The I-SPY Trials

PHASE I: I-SPY Phase 1

The I-SPY Phase 1 program was developed to help pharmaceutical companies and investigators meet the safety qualifications necessary for participation in I-SPY 2 and/or I-SPY 3 Trials.

Similar to all Phase I clinical trials, I-SPY Phase 1 is designed to determine drug safety.  Additionally, it is designed to decrease the amount of time required to collect drug safety data. This is done using innovative processes designed to reduce timelines including:

• A master contract,

• Template protocols,

• I-SPY Phase 1 network sites, which allow accelerated expansion cohort enrollment, and provides earlier feedback for the preparation and inclusion of the agent in I-SPY 2 and I-SPY 3 protocols.

The I-SPY Phase 1 network is comprised of seven trial locations. With each new phase 1 study, one site will serve as the lead with additional sites joining the expansion phase, as needed.  

I-SPY Phase 1 Trial Sites:

PHASE II: I-SPY 2

The focus of I-SPY 2 TRIAL is on treating patients with stage 2-3 breast cancer at the time of primary diagnosis and therefore at the highest risk of progression. Patients are being accrued at 16 clinical study sites around the U.S. and Canada

I-SPY 2 represents an unprecedented re-engineering of the clinical trial design process for Phase II clinical trials. Similar to all Phase II clinical trials I-SPY 2 is designed to determine safety and efficacy of new treatments. However, by incorporating a number of highly innovative and unique features, the I-SPY 2 TRIAL is also designed to decrease the time, the cost, and the number of patients required to efficiently bring new drug therapies to breast cancer patients who need them urgently.  

Five critical components contribute to the I-SPY 2 groundbreaking approach:

NeoaDJUVant Chemotherapy

Administration of chemotherapy prior to surgery and use of MRI to track tumor response to treatment.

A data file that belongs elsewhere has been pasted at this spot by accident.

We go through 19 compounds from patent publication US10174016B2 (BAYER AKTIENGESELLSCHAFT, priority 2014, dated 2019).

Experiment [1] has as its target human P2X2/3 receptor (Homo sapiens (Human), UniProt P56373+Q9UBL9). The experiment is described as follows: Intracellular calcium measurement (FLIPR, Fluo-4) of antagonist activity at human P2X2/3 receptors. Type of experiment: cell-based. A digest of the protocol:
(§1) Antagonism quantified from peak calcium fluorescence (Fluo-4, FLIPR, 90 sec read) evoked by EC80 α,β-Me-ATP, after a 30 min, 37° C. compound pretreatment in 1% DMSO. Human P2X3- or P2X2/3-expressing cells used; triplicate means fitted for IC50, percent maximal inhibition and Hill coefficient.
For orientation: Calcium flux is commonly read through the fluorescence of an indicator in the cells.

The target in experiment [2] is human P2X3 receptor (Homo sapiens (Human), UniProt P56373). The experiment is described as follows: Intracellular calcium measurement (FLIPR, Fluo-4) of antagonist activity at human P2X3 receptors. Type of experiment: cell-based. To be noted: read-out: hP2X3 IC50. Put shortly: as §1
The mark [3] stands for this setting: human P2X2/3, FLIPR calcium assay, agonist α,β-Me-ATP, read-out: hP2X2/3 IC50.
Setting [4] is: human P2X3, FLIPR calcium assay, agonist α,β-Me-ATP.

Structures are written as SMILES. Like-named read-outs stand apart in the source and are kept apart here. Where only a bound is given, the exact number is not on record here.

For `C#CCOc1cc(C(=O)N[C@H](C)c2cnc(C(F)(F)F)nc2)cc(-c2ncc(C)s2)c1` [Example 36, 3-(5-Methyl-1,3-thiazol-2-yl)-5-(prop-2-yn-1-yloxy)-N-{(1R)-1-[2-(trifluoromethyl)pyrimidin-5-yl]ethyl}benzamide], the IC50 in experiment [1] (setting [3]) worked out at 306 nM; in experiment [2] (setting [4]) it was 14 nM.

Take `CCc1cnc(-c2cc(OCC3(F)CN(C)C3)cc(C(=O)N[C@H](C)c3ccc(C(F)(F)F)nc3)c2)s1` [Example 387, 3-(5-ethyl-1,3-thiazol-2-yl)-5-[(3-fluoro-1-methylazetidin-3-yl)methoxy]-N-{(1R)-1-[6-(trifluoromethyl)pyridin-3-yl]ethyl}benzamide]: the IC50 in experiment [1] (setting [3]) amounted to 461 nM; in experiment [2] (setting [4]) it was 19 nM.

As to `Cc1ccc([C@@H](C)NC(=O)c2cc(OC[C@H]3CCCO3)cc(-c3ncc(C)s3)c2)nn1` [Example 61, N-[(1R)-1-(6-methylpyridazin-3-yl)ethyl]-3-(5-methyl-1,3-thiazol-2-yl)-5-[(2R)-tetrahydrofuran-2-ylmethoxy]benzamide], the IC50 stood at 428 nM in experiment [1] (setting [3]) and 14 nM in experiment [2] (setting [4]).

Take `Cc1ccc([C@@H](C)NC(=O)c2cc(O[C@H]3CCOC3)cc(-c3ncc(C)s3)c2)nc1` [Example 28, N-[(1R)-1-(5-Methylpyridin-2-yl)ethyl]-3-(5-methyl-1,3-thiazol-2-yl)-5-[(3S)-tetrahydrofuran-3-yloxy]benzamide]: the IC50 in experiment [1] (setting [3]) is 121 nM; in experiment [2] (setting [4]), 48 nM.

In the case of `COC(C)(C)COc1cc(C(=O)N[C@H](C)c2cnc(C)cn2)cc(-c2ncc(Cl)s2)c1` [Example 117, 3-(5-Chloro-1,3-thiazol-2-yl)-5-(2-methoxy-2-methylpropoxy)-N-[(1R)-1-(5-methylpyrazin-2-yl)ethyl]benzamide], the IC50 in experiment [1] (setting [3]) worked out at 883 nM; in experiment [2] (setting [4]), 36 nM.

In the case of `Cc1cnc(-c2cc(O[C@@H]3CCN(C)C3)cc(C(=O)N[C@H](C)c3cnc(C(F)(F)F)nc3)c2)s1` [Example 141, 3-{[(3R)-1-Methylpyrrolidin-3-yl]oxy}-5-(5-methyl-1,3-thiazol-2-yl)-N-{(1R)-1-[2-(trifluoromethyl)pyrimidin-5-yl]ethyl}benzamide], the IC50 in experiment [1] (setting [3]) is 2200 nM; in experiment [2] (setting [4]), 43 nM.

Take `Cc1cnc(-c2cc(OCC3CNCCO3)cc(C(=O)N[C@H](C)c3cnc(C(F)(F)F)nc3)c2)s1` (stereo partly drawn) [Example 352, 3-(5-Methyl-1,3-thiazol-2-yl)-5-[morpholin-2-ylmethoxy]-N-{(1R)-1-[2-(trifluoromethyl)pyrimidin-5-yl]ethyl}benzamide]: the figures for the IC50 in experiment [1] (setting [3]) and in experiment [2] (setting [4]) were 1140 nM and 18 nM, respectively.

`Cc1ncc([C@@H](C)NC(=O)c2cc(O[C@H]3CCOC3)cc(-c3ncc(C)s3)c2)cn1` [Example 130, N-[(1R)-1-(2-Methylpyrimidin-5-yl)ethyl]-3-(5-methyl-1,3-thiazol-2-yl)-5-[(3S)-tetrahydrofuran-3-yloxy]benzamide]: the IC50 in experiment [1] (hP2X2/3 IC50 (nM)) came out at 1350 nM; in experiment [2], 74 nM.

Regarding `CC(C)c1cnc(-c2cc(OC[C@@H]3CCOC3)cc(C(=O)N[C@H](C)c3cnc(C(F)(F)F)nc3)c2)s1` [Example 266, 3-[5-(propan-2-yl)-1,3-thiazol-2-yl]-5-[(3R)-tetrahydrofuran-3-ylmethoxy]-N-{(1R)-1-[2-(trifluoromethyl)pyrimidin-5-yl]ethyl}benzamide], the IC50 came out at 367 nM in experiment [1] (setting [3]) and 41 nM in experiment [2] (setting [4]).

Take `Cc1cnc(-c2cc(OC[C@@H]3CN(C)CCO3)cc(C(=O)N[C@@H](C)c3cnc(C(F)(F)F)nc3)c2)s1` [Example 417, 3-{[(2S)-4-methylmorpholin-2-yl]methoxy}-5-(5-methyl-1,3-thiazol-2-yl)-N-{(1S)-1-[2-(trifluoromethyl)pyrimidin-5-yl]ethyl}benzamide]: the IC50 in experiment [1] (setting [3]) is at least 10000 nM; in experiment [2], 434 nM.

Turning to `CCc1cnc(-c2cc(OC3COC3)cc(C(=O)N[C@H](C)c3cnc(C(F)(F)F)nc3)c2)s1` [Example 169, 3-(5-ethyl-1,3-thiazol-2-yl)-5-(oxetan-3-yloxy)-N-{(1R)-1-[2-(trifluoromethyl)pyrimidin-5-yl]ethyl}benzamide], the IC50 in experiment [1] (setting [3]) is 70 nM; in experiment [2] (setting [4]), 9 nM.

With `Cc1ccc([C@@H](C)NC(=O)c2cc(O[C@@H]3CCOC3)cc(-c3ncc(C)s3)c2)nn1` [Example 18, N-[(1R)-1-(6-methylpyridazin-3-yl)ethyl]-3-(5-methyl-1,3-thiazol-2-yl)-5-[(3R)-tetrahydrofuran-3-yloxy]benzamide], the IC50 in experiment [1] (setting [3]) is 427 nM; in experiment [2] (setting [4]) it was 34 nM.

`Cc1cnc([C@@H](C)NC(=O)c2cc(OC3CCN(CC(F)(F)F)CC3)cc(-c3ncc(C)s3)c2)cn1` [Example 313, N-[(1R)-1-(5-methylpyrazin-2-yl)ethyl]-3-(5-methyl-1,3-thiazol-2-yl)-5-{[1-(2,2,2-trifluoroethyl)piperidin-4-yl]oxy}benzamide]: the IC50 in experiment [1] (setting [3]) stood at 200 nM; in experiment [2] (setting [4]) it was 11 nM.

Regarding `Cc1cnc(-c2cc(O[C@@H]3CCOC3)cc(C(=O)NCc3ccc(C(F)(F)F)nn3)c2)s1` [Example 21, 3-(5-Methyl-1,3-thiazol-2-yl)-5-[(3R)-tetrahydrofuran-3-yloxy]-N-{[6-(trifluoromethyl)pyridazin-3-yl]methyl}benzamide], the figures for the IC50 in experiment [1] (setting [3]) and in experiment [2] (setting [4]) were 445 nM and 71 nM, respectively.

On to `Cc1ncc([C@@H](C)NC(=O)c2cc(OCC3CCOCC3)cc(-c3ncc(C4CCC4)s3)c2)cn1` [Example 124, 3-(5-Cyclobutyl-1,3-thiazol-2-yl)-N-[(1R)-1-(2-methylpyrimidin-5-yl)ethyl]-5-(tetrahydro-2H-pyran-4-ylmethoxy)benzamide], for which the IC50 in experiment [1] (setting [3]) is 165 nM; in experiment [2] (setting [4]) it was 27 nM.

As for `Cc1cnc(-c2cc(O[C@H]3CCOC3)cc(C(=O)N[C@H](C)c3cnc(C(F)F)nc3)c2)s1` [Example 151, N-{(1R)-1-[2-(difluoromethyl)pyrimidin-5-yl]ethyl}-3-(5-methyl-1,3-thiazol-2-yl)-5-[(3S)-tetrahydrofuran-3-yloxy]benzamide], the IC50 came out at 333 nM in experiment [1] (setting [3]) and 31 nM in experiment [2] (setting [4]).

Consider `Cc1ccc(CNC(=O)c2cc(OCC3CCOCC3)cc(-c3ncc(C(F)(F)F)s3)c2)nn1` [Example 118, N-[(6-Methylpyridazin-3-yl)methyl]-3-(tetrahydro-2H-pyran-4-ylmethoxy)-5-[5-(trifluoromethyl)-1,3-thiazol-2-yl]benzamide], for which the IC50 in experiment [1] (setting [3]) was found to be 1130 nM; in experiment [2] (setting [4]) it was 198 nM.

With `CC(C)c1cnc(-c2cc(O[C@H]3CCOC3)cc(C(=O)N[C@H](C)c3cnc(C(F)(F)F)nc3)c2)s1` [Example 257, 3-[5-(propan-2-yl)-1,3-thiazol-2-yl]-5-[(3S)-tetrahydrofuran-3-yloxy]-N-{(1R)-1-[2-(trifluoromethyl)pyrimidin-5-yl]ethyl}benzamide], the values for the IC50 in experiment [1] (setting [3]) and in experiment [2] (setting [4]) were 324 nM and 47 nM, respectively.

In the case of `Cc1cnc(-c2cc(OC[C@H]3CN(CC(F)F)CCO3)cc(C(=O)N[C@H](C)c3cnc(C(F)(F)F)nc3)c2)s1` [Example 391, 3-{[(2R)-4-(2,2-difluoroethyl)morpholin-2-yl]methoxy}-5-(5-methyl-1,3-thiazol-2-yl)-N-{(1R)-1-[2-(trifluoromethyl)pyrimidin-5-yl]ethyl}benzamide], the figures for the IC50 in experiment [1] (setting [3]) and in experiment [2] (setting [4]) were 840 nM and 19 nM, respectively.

ADAPTIVE TRIAL DESIGN

Utilizes the response information from each patient as she goes through the study to help in treating the next patients.

Personalized treatment

Using the patient's tumor profile to assign targeted therapies best suited to her tumor biology.

MULTIPLE DRUGS:ONE PROTOCOL

An adaptive standing platform trial enables testing of multiple agents, creates efficiency within the trial, and allow drugs to be evaluated faster.

ROBUST INFORMATICS SYSTEM

Allows data to be collected, verified and shared real-time — enhancing and encouraging pre-competitive collaboration.



Fine Tuned primary endpoint

Use of pathological complete response (pCR) - the absence of residual invasive disease as an early surrogate marker of longer-term outcomes of relapse-free and overall survival.



 

I-SPY 2 Pharma Partners

The I-SPY 2 TRIAL collaborates with multiple pharmaceutical companies.

I-SPY 2 Trial Sites

Washington DC

GEOREGETOWN



PHASE III: I-SPY 3 


The I-SPY 3 TRIAL is an international confirmatory trial of successful agents who have graduated from the I-SPY 2 TRIAL. Similar to all Phase III clinical trials, I-SPY 3 is designed to confirm the efficacy of new treatments. However, the goal of the I-SPY 3 TRIAL is to accelerate the phase III testing of agents through a variety of mechanisms including:

• Targeted eligibility criteria for subtypes of breast cancer most likely to respond

• Serial interim analyses to allow for informed and efficient decision making

• Adaptive design to optimize sample size determination and maximize potential for success

• Reducing the number of patients required

Similar to the I-SPY 2 TRIAL design, the I-SPY 3 TRIAL is a standing trial consisting of a master protocol and IND with shared control arms aimed to reduce time and costs. The trial also utilizes parallel approval pathways for US Food and Drug Administration (FDA) and European Medicines Agency (EMA) and is currently developing a novel IT infrastructure to support the trial.

The I-SPY 3 TRIAL consortium works with sites across the European Union, Australia, New Zealand, Canada, and Japan, with a focus on partnering with high accruing sites to reduce time and costs. Academic Research Organizations (ARO) also play an important role in the trial by contributing clinical trial expertise, local and regional knowledge, and global reach. The trial leverages and combines best practices from these groups as well as the trial’s Clinical Research Organization (CRO).

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